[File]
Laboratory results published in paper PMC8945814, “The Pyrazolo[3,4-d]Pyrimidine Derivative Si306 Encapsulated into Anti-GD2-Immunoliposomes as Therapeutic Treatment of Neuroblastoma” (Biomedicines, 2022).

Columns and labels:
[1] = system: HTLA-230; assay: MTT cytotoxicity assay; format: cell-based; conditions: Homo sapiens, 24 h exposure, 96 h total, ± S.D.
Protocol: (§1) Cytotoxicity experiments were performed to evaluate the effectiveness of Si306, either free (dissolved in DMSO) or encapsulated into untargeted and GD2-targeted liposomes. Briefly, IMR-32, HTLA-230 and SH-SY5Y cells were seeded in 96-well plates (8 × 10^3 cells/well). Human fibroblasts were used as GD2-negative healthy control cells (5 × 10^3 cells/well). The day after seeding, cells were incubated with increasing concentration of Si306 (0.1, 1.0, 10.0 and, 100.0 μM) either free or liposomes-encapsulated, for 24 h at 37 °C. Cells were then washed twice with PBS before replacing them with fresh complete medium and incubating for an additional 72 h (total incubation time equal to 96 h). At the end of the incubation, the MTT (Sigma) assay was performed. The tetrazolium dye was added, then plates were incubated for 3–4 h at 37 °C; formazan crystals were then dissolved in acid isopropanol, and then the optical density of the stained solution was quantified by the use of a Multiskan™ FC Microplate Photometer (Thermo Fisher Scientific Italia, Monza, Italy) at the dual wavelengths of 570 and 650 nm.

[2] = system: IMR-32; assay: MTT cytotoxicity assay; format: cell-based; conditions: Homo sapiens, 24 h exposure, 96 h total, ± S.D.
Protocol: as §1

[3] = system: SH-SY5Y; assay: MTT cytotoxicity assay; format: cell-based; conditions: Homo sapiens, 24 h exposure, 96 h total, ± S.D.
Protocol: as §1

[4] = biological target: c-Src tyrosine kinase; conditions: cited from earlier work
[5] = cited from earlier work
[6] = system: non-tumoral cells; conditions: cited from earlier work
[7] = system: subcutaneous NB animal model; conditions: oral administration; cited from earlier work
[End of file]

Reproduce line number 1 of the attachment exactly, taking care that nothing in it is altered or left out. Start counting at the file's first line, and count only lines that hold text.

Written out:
Laboratory results published in paper PMC8945814, “The Pyrazolo[3,4-d]Pyrimidine Derivative Si306 Encapsulated into Anti-GD2-Immunoliposomes as Therapeutic Treatment of Neuroblastoma” (Biomedicines, 2022).